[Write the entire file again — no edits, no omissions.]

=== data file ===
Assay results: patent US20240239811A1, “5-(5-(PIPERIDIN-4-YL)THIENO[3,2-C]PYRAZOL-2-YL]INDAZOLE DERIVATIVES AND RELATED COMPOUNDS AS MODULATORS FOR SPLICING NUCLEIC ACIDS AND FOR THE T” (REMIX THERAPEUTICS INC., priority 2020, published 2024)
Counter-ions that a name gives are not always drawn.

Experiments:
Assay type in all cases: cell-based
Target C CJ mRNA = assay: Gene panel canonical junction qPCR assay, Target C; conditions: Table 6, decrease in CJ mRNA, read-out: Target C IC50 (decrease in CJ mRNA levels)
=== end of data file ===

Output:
Assay results: patent US20240239811A1, “5-(5-(PIPERIDIN-4-YL)THIENO[3,2-C]PYRAZOL-2-YL]INDAZOLE DERIVATIVES AND RELATED COMPOUNDS AS MODULATORS FOR SPLICING NUCLEIC ACIDS AND FOR THE T” (REMIX THERAPEUTICS INC., priority 2020, published 2024)
Counter-ions that a name gives are not always drawn.

Experiments:
Assay type in all cases: cell-based
Target C CJ mRNA = assay: Gene panel canonical junction qPCR assay, Target C; conditions: Table 6, decrease in CJ mRNA, read-out: Target C IC50 (decrease in CJ mRNA levels)